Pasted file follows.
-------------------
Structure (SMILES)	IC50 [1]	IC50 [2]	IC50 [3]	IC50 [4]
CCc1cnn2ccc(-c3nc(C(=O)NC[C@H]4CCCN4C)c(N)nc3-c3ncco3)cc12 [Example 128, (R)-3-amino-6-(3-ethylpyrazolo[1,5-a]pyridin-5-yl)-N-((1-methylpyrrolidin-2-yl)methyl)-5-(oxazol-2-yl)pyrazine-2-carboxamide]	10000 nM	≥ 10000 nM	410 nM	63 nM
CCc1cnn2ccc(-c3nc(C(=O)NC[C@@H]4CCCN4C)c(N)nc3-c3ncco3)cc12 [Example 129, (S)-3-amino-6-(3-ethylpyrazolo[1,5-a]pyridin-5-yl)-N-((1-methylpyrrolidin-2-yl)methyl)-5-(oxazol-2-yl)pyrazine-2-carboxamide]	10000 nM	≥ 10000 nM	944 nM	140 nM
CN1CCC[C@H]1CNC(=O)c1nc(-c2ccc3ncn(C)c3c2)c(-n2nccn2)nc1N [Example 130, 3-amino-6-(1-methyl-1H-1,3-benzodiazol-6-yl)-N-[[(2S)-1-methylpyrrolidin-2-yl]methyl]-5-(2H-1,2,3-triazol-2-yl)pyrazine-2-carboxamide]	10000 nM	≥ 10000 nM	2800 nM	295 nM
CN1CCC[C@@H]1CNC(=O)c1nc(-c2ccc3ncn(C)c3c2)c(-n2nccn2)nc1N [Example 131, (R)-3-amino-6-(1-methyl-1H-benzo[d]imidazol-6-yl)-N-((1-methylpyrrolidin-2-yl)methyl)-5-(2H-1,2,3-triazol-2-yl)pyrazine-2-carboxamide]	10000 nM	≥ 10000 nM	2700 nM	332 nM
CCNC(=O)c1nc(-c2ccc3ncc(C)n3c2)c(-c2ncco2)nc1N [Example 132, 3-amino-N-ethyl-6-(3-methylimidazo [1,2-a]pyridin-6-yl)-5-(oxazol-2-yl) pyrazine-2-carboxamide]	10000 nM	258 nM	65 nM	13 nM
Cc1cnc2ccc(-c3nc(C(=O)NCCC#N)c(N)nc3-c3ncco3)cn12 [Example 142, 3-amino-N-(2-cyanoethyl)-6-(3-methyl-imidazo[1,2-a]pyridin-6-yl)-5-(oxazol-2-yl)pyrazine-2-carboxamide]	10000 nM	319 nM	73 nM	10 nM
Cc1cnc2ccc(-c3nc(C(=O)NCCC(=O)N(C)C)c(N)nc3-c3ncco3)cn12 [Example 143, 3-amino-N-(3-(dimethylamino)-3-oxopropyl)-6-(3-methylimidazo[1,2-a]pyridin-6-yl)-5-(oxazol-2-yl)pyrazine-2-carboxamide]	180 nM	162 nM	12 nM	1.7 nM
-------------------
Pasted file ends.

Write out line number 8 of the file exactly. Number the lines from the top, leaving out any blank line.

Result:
Cc1cnc2ccc(-c3nc(C(=O)NCCC(=O)N(C)C)c(N)nc3-c3ncco3)cn12 [Example 143, 3-amino-N-(3-(dimethylamino)-3-oxopropyl)-6-(3-methylimidazo[1,2-a]pyridin-6-yl)-5-(oxazol-2-yl)pyrazine-2-carboxamide]	180 nM	162 nM	12 nM	1.7 nM